Manchester bombing 'might have been averted'

  • Manchester bombing 'might have been averted'

Manchester bombing 'might have been averted'

But he says MI5 had obtained intelligence in the months before the attack that might have led to an investigation if it had been better understood.

Internal reviews were also conducted by MI5 intelligence service, which remain largely secret, are summarised in Andersons report. MI5's director told the British cabinet on Tuesday that police and intelligence services had foiled nine terrorism plots in the past year.

In 2013, he was known to have said he was happy that the September 11 attack had attracted people to Islam, however it wasn't thought enough to reopen his file.

Anderson said: "It is unknowable whether such an investigation would have allowed Abedi's plans to be pre-empted and thwarted: MI5 asseses that it would not".

The report's author David Anderson QC - says if the information had been handled differently - there could have been a different outcome. "MI5 assesses that it would have been unlikely".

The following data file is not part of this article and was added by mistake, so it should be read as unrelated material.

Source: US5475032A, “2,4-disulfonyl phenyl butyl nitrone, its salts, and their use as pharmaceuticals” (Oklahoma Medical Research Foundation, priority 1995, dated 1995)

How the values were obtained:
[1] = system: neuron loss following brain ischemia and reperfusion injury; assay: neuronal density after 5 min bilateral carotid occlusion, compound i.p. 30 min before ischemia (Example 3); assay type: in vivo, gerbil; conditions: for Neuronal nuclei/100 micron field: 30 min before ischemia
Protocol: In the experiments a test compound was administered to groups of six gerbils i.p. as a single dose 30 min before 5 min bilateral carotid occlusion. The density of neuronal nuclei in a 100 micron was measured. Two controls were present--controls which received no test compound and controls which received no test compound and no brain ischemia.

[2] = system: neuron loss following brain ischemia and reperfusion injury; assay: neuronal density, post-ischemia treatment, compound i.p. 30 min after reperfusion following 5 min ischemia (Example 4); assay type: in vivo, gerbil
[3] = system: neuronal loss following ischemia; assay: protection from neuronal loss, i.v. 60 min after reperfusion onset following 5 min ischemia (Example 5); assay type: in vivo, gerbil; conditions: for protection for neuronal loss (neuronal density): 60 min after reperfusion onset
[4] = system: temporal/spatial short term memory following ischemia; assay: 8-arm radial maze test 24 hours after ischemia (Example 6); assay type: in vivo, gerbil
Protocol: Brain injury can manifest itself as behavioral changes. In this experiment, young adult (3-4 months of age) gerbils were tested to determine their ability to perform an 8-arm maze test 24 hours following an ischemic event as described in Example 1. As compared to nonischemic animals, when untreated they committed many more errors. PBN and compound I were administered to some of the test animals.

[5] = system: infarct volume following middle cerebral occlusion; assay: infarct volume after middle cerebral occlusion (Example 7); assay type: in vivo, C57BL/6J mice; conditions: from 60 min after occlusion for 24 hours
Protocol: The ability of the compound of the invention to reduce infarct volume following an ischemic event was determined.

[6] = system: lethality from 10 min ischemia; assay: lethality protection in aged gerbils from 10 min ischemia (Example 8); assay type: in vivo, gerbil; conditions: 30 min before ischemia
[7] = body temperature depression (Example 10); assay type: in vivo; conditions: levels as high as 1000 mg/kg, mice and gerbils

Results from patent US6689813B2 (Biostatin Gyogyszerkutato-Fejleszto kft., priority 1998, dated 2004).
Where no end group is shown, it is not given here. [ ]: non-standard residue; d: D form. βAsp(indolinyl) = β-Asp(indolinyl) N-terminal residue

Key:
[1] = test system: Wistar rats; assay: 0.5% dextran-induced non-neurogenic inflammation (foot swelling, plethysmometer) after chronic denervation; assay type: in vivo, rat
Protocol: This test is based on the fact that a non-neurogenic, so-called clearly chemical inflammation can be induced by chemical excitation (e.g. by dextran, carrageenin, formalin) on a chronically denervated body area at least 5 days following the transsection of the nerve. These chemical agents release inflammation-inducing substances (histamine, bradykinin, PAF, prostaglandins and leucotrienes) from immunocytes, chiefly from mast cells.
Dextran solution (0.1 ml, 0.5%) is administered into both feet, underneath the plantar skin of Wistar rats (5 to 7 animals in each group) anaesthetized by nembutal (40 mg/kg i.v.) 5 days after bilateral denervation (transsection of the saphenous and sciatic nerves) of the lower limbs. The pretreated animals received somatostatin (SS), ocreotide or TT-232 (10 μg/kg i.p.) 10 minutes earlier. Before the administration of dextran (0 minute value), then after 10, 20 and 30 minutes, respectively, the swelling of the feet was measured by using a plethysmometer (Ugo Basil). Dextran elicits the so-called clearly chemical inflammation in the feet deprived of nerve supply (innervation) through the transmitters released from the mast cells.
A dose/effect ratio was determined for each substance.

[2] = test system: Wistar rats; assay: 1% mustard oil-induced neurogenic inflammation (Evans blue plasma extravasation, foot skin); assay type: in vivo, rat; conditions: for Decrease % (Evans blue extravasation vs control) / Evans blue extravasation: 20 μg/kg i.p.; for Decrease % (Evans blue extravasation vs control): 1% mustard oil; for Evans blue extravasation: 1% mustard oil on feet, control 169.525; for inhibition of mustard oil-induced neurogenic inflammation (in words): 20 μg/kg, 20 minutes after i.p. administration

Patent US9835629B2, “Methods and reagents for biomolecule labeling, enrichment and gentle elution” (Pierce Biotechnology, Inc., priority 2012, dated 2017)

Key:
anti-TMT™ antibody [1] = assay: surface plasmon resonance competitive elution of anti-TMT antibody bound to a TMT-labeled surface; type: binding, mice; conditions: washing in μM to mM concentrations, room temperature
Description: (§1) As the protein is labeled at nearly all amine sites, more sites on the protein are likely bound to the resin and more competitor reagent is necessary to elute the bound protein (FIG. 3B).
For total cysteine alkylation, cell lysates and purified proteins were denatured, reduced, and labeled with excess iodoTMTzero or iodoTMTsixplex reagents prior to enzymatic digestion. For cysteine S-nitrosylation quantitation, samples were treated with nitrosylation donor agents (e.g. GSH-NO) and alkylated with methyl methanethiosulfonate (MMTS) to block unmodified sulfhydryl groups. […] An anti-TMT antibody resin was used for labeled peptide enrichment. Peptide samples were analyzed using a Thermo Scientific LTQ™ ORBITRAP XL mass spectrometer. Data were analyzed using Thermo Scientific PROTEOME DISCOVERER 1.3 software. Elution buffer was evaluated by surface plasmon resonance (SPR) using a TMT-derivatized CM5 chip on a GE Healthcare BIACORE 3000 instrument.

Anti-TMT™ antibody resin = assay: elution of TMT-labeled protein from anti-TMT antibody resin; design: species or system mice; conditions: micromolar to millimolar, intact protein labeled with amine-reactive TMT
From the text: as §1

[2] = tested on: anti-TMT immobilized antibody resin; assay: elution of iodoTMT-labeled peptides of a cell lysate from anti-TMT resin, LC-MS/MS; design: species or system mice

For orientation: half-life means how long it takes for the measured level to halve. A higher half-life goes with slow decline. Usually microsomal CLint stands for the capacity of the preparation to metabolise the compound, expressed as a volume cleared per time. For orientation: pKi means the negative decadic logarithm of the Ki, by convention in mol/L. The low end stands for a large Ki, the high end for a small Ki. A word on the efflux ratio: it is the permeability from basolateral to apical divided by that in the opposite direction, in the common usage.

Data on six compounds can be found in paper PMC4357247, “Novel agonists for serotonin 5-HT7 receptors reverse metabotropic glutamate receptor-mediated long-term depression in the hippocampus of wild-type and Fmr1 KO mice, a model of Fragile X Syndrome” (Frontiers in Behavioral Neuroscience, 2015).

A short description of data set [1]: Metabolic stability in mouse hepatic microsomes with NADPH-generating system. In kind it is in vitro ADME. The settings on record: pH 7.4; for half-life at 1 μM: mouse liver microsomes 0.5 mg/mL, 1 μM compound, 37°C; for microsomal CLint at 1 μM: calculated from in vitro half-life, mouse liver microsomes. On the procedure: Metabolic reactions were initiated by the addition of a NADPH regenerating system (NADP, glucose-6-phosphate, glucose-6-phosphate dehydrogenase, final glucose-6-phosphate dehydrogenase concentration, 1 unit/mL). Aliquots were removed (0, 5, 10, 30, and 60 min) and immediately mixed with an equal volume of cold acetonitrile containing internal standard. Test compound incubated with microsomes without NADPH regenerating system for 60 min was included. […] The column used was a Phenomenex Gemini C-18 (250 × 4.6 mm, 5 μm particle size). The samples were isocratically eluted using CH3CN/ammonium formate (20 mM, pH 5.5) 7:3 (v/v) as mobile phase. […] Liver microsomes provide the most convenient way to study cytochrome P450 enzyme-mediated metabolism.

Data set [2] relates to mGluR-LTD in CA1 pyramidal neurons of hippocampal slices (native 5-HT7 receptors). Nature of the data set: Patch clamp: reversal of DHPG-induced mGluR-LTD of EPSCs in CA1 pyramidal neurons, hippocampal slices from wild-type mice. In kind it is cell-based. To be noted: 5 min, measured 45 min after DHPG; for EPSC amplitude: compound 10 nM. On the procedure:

The two other attackers who had been on MI5s radar were Khuram Butt, who attacked at London Bridge and Borough Market, and Khalid Masood on Westminster Bridge in June this year.

Getty WORRIED Head of MI5 Andrew Parker said there has been a dramatic jump in terrorist plots

"It is conceivable that the Manchester attack in particular might have been averted had the cards fallen differently".

But he separately revealed the MI5 didn't put a "port stop" on Abedi - meaning he wasn't questioned when he returned to Britain from Libya four days before the bomb. "In addition, there are over 20,000 further individuals - or closed subjects of interest - who have been previously investigated, and may again pose a threat".

Abedi was first investigated in January 2014 and his case downgraded in July 2014.

It is meant to assess whether MI5 and counter-terror police could have prevented the five successful terror attacks in the United Kingdom this year, killing more than 30 people.

Unfortunately the significance was not fully appreciated at the time, and was assessed as non-terror related.

It emerged that perpetrators of the Westminster and Manchester atrocities, as well as one of the London Bridge attackers, had at some point been on the radar of authorities - although none was considered high risk at the time of the attacks.